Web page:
Note: Last Updated on 4-7-11
45.336 Early Modern Philosophy: Descartes to Kant
(general education humanities and ethics)
Spring Semester 2011
TTH 11:00am-12:15pm
René Descartes (1596 - 1650) John Locke (1632-1704) Baruch Spinoza (1632-1677) Anne Conway (1631-1679) Gottfried Leibniz (1646-1716) David Hume (1711-1776) Immanuel Kant (1724-1804)

Professor Eric S. Nelson                                                                        Email: esnel at yahoo.com
Office: Olney 101b                                                                                     Telephone: 978-934-3996
Spring Office Hours: TTH 2:00-4:00pm and by appointment
Homepage: http://faculty.uml.edu/enelson/index.html

Course Description

We will examine some of the central figures and questions of early modern European philosophy in this course, including its origins in the scientific revolution, and its cultural, religious and scientific contexts. We will explore movements such as the Mechanical Philosophy, Rationalism, Empiricism, and Transcendental/Critical Philosophy. Topics will include issues significant to philosophy, religion, and scientific inquiry such as the possibility and character of knowledge and scientific explanation, the nature of the human mind and personal identity, the possibility of a philosophical understanding of God and the self, and the debate between faith and reason.

The primary goals of this course are for students to:

(1) become familiar with major themes and figures in early modern philosophy,
(2) develop skills in applying philosophical reflection to concrete problems,
(3) become proficient at writing essays and other assignments,
(4) detect and address weaknesses in arguments,
(5) collaborate with other students, and
(6) learn how to present and support ideas in public.

ASSIGNMENTS

1. Attendance, active participation, in-class assignments: 25% of final grade.

            Note that missing classes and not participating in class and group discussions will result in a lower final grade; attending and participating in classes will improve your final grade. There will be oral and written, individual and group, in-class assignments and take-home assignments based on the readings and class-discussion.

2. Three Papers: 75% of final grade.

            Grading will be based on (1) knowing the texts and our class discussions and (2) being able to make your own arguments and interpretations.

Required Texts

1. MP: Roger Ariew and Eric Watkins (editors), Modern Philosophy: An Anthology of Primary Sources, second edition (Hackett; 978-0-872209787)

2. WP: Margaret Atherton, Women Philosophers of the Early Modern Period (Hackett, 978-0872202597)

SCHEDULE

1. Jan 25, T: Introduction to the course and the emergence of the new sciences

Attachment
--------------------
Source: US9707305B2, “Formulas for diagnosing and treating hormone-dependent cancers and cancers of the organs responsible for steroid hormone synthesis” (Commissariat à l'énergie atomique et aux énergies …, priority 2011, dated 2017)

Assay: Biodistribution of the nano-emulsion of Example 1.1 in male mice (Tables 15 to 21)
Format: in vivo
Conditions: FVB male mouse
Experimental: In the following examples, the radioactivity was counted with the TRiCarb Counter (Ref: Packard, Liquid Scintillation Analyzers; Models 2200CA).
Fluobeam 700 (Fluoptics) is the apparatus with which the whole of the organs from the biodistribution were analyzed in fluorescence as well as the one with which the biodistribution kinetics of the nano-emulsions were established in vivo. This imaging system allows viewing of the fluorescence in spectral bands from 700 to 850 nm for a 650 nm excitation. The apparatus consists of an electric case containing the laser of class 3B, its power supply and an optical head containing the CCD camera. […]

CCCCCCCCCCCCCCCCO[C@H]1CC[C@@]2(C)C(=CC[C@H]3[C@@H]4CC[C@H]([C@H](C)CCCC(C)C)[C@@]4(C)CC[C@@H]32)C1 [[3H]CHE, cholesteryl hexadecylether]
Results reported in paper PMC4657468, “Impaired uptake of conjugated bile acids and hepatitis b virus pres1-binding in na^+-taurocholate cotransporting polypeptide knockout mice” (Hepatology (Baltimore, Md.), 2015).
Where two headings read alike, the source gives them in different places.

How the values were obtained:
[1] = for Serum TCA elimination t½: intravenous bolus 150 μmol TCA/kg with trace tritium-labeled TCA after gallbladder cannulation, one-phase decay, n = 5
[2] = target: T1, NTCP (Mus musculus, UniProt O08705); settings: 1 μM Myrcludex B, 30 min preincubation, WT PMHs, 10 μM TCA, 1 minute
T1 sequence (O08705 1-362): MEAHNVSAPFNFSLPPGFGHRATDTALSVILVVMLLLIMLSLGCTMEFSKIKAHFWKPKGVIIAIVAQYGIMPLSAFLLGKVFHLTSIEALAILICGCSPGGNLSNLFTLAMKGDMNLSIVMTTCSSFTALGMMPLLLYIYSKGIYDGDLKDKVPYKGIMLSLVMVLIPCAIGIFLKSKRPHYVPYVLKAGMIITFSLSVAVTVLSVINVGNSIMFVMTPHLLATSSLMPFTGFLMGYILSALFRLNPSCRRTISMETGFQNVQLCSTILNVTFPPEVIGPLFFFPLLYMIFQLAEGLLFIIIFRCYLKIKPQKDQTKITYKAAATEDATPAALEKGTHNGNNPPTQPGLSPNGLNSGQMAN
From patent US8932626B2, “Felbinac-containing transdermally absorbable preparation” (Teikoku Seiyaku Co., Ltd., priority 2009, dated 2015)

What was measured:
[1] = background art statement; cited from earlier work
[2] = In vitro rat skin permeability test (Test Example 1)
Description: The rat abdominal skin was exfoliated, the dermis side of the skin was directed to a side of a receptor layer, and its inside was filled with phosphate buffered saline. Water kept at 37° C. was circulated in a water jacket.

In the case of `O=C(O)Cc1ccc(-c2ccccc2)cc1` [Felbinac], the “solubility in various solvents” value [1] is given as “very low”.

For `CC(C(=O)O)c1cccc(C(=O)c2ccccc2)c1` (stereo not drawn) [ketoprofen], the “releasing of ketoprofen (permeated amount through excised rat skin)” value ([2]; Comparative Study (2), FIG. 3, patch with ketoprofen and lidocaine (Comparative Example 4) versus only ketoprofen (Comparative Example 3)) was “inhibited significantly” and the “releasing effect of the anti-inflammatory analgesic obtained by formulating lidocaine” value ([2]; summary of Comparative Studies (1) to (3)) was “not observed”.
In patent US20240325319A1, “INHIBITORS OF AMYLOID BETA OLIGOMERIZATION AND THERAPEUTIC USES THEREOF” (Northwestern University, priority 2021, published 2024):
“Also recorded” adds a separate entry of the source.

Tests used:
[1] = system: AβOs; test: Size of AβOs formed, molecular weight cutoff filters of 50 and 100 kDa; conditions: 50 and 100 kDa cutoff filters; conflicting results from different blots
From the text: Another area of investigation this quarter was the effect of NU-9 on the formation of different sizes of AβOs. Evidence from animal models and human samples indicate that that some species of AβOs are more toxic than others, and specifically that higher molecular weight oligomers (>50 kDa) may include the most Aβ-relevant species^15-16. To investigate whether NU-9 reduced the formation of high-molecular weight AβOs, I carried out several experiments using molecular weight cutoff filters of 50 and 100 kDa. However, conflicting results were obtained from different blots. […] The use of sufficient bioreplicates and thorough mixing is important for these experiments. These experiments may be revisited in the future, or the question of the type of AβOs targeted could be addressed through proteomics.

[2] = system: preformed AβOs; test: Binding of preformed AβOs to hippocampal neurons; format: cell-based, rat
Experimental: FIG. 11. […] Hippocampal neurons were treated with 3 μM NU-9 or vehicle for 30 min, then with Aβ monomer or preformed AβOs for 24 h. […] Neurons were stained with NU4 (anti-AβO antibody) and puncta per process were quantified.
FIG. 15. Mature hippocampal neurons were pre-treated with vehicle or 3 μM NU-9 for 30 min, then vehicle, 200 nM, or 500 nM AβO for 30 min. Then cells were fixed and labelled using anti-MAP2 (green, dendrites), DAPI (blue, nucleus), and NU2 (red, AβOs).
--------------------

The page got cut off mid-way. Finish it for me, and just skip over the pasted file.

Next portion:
I. Doubt, Reason, and Experience

2. Jan 27, TH: Snow Cancelation

3. Feb. 1, T:  The emergence of the New Sciences and Descartes discovery of a new method. Read MP, Descartes, selections from the Discourse on Method, pages 25-34

4. Feb. 3, TH: Descartes' Methodological Skepticism and the Discovery of the Cogito. Read MP, Descartes, Meditations one and two, pages 40-47

5. Feb. 8, T: Descartes, the Church, and God's Existence. Read MP, Descartes, Letter of Introduction and Meditation three, pages 35-37, 47-54. Also see Pascal's comment on Descartes, p. 106

6. Feb. 10, TH: From the self to the world. Read MP, Descartes, Meditations four to six, pages 54-64

7. Feb. 15, T: Mind and Body continued and Descartes' Exchange with Princess Elizabeth of Bohemia. Read MP, Descartes, Meditation 6, pages 64-68, and WP, pages  9-21

8. Feb. 17, TH: Descartes and Princess Elisabeth continued; Locke's Introduction. Read MP, Locke, 316-320

Paper I due on Sunday, Feb. 20 (turnitin.com)

10. Feb. 22, T: Ideas Continued; Simple and Complex Ideas and Primary and Secondary Qualities. Read MP, Locke, 320-342

11. Feb. 24, TH: Liberty and Personal Identity. Read Locke, MP, 250-255, 367-376

12. March 1, T: Locke and Catherine Cockburn. Read WP, pages 126-146

II. Nature and God

13. March 3, TH: Margaret Cavendish. Read WP, pages 22-45

14-15. March 8 and 10, T and TH, Nature and God. Read MP, Spinoza, Ethics, Part One, pages 144-165, 195

March 12-20: Spring Break

16. March 22, T: Anne Viscountess Conway, The Principles of the Most Ancient and Modern Philosophy. Read WP, pages 46-76

17. March 24, TH: Leibniz, Discourse on Metaphysics. Read MP, 224-235

18. March 29, T: Leibniz, Discourse on Metaphysics. Read MP, 235-247

19. March 31, TH: Leibniz, Monadology. Read MP, 275-283. Damaris Cudworth (Lady Masham), Correspondence with Leibniz. Read WP, 77-95.

Paper II due on April 4 (turnitin.com)

III. Causality, Doubt, and Critical Reason

20. April 5, T:   Introduction to Hume and Skeptical Empiricism. Read MP, Hume, 533-542

21. April 7, TH: Understanding and Skeptical Solutions. Read Hume, MP, 542-555

22. April 12, T: Necessary Connection. Read Hume, MP, 555-564

23. April 14, TH: Liberty and Necessity. Read Hume, MP, 564-575

24. April 19, T: class cancelled today

25. April 21, TH: Kant's Prefaces to the Critique of Pure Reason. Read Kant, MP, 717-724.

26. April 26, T: Introduction to the Critique of Pure Reason. Read Kant, MP, 724-729

April 28: No class, Friday Schedule

27. May 3, T: Space and Time; The Transcendental Aesthetic. Read Kant, MP, 729-737

28. May 5, TH: Transcendental Illusion and the Third Antimony. Kant, MP, 783-785, 798-300

29. Paper III due before 11:59pm on Wed., May 11 (turnitin.com)